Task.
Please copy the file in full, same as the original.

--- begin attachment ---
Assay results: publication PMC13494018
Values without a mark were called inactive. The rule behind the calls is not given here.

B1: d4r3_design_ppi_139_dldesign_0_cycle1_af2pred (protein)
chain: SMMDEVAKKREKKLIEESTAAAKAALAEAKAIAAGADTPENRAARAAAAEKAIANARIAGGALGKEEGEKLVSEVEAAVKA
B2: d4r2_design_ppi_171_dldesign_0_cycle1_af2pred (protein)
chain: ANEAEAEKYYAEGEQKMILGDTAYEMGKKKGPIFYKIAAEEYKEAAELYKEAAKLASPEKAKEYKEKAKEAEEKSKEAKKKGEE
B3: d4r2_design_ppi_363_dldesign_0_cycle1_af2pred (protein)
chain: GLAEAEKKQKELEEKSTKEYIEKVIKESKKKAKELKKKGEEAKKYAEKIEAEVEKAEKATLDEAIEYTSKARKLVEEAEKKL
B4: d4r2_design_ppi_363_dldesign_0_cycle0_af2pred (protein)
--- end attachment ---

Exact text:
Assay results: publication PMC13494018
Values without a mark were called inactive. The rule behind the calls is not given here.

B1: d4r3_design_ppi_139_dldesign_0_cycle1_af2pred (protein)
chain: SMMDEVAKKREKKLIEESTAAAKAALAEAKAIAAGADTPENRAARAAAAEKAIANARIAGGALGKEEGEKLVSEVEAAVKA
B2: d4r2_design_ppi_171_dldesign_0_cycle1_af2pred (protein)
chain: ANEAEAEKYYAEGEQKMILGDTAYEMGKKKGPIFYKIAAEEYKEAAELYKEAAKLASPEKAKEYKEKAKEAEEKSKEAKKKGEE
B3: d4r2_design_ppi_363_dldesign_0_cycle1_af2pred (protein)
chain: GLAEAEKKQKELEEKSTKEYIEKVIKESKKKAKELKKKGEEAKKYAEKIEAEVEKAEKATLDEAIEYTSKARKLVEEAEKKL
B4: d4r2_design_ppi_363_dldesign_0_cycle0_af2pred (protein)